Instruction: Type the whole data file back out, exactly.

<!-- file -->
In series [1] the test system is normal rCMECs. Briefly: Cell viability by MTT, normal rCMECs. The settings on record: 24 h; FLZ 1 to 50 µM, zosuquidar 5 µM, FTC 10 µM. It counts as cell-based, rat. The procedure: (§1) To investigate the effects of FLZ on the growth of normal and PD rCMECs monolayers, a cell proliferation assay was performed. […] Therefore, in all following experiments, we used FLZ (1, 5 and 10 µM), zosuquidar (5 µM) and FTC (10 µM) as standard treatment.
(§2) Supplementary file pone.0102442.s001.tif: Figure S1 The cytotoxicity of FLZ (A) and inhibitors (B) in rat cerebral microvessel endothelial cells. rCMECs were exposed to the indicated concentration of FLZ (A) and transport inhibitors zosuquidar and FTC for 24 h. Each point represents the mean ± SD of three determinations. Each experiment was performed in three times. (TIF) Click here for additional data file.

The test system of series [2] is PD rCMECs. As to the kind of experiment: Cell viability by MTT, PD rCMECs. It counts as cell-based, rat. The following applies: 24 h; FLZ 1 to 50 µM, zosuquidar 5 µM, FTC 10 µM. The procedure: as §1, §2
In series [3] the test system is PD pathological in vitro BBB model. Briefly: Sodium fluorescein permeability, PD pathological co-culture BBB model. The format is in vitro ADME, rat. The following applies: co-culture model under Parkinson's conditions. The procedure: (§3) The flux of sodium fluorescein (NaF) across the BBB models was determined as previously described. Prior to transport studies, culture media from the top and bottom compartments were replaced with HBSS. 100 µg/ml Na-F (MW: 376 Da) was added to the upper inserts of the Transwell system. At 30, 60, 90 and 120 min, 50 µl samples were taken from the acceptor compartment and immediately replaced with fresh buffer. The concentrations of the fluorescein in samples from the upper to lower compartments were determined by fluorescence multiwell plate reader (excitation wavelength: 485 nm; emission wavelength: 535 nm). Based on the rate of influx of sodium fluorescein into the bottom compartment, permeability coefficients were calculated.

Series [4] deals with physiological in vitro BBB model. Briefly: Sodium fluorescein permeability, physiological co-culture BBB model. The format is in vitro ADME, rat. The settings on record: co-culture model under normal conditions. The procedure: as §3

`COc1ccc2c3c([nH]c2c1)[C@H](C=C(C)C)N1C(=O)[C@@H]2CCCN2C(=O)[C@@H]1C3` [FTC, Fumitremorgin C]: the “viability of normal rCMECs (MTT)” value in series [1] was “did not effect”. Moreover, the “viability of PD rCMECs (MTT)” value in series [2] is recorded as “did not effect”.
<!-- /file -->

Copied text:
In series [1] the test system is normal rCMECs. Briefly: Cell viability by MTT, normal rCMECs. The settings on record: 24 h; FLZ 1 to 50 µM, zosuquidar 5 µM, FTC 10 µM. It counts as cell-based, rat. The procedure: (§1) To investigate the effects of FLZ on the growth of normal and PD rCMECs monolayers, a cell proliferation assay was performed. […] Therefore, in all following experiments, we used FLZ (1, 5 and 10 µM), zosuquidar (5 µM) and FTC (10 µM) as standard treatment.
(§2) Supplementary file pone.0102442.s001.tif: Figure S1 The cytotoxicity of FLZ (A) and inhibitors (B) in rat cerebral microvessel endothelial cells. rCMECs were exposed to the indicated concentration of FLZ (A) and transport inhibitors zosuquidar and FTC for 24 h. Each point represents the mean ± SD of three determinations. Each experiment was performed in three times. (TIF) Click here for additional data file.

The test system of series [2] is PD rCMECs. As to the kind of experiment: Cell viability by MTT, PD rCMECs. It counts as cell-based, rat. The following applies: 24 h; FLZ 1 to 50 µM, zosuquidar 5 µM, FTC 10 µM. The procedure: as §1, §2
In series [3] the test system is PD pathological in vitro BBB model. Briefly: Sodium fluorescein permeability, PD pathological co-culture BBB model. The format is in vitro ADME, rat. The following applies: co-culture model under Parkinson's conditions. The procedure: (§3) The flux of sodium fluorescein (NaF) across the BBB models was determined as previously described. Prior to transport studies, culture media from the top and bottom compartments were replaced with HBSS. 100 µg/ml Na-F (MW: 376 Da) was added to the upper inserts of the Transwell system. At 30, 60, 90 and 120 min, 50 µl samples were taken from the acceptor compartment and immediately replaced with fresh buffer. The concentrations of the fluorescein in samples from the upper to lower compartments were determined by fluorescence multiwell plate reader (excitation wavelength: 485 nm; emission wavelength: 535 nm). Based on the rate of influx of sodium fluorescein into the bottom compartment, permeability coefficients were calculated.

Series [4] deals with physiological in vitro BBB model. Briefly: Sodium fluorescein permeability, physiological co-culture BBB model. The format is in vitro ADME, rat. The settings on record: co-culture model under normal conditions. The procedure: as §3

`COc1ccc2c3c([nH]c2c1)[C@H](C=C(C)C)N1C(=O)[C@@H]2CCCN2C(=O)[C@@H]1C3` [FTC, Fumitremorgin C]: the “viability of normal rCMECs (MTT)” value in series [1] was “did not effect”. Moreover, the “viability of PD rCMECs (MTT)” value in series [2] is recorded as “did not effect”.